Happens to the Best of Us: I truly think people don’t talk about this topic or seek help, because it makes us look like we are weak, have no control. Well my best advice for that is “get over it.” Even elite runners have bouts with the dreaded poop attack on a run. Paula Radcliffe had to pull off the course in 2005 to take a dump right there in front of everyone. Finishing with a little lighter load, she went on to win the race. I’ll never forget years ago watching the NYC marathon with one of my favorite marathoners, 9-time NYC winner Greta Weiss. She had diarrhea and was running with toilet paper. Of course the press gave her no mercy and had a camera on her the entire race. Even so, she prevailed and won the race. Uta Pippig, the 1996 Women’s winner of the Boston Marathon won that race with cramps and diarrhea. Even Greensboro claim to tennis fame, John Isner had to take a bathroom break during the marathon match in 2010 with Nicolas Mahut. So, you are not alone. Everybody poops.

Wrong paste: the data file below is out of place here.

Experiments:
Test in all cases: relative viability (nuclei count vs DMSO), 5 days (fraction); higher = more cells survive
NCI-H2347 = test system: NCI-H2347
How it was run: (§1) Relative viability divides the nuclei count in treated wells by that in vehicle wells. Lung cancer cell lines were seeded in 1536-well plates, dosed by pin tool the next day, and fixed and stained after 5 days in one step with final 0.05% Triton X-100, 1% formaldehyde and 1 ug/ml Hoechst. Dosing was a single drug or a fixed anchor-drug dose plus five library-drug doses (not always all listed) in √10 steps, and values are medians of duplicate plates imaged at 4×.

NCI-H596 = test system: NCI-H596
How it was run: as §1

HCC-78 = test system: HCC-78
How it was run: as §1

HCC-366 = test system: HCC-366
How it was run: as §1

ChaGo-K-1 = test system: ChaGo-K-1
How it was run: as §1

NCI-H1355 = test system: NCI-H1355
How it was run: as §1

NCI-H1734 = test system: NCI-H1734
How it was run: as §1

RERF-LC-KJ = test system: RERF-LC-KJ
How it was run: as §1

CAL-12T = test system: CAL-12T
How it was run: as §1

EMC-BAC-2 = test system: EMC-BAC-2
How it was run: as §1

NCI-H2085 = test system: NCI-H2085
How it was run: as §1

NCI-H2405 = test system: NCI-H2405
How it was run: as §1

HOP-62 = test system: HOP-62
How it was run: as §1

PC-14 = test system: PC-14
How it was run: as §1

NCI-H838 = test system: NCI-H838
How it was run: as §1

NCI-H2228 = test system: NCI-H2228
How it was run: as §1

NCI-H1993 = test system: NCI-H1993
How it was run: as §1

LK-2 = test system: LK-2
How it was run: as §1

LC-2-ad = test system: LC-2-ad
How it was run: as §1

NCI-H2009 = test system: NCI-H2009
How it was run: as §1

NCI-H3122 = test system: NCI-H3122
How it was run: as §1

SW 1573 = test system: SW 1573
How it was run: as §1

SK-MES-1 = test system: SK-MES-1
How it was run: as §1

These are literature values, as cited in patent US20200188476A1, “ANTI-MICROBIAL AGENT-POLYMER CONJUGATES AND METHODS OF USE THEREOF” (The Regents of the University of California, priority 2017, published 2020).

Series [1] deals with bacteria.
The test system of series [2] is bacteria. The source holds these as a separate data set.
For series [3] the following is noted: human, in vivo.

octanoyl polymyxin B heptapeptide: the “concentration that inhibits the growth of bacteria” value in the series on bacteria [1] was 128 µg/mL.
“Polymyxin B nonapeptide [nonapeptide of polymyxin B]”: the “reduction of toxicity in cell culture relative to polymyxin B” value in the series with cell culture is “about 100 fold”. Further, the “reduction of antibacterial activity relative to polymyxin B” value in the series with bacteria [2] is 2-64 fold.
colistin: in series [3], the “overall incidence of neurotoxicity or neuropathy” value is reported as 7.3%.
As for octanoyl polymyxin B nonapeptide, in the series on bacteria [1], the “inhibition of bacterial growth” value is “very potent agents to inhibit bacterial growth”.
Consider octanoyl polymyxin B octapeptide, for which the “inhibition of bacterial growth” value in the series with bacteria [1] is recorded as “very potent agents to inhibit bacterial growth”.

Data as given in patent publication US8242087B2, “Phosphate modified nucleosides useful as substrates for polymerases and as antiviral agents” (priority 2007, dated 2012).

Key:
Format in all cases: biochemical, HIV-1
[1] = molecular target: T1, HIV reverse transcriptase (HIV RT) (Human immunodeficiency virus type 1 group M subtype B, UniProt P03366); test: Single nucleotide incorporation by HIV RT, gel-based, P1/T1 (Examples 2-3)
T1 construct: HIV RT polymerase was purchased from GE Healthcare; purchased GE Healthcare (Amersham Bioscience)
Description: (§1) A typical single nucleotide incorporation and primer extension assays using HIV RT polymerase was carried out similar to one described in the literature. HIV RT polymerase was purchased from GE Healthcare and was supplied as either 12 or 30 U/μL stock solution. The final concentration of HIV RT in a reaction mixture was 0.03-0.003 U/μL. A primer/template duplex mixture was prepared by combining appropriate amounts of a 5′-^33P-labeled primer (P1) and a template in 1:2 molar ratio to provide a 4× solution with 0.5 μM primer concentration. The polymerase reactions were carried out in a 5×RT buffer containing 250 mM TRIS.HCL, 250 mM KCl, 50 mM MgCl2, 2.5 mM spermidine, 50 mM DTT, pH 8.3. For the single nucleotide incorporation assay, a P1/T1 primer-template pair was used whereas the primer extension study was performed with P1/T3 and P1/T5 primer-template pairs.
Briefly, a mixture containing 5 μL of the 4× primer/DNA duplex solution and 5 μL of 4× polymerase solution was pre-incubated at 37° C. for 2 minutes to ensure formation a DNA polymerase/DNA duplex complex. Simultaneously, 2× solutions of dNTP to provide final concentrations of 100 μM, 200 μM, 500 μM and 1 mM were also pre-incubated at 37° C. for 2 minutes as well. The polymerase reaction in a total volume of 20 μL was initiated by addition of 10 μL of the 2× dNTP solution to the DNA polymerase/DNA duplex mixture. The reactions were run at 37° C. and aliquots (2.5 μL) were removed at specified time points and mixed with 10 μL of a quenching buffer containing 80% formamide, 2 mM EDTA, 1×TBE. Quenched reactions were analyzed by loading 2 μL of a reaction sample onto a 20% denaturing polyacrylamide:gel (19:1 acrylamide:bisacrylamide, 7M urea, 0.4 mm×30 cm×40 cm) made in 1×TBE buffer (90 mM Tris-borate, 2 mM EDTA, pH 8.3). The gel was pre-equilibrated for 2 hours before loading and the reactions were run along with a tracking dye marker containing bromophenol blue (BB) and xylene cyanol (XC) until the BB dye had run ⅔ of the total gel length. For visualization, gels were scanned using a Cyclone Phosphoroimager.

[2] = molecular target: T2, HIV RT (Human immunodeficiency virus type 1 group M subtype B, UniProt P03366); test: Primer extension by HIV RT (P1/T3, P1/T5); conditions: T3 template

Food for Thought: A little advance planning with your eating can be a big help in deterring poop attacks. I’m all about a high fiber diet including whole grains, fruits, and veggies. However, these awesome foods are not very run friendly, particularly long-runs. The day before a really long run or an endurance race or event, cut way back on the complex carbs and high fiber foods. You need to stock your body with glycogen which is the fuel you’ll be using on the run, but the day before, eat simple carbs (regular pasta, white bread, white rice, etc.). Yes…you have my permission to each simple carbs the day before a long run. BUT……these simple carbs should not be laden with a lot of fat. High fiber and fatty foods take longer to digest. So, even if you cut back to only simple carbs the day before a long run or race, if all you ate were Dunkin Donuts, all that fat may still be churning in your gut the next day on the run. A churning gut is not what you want on a long run. So, eat the day before. Eat plenty, but keep it simple and low in fat.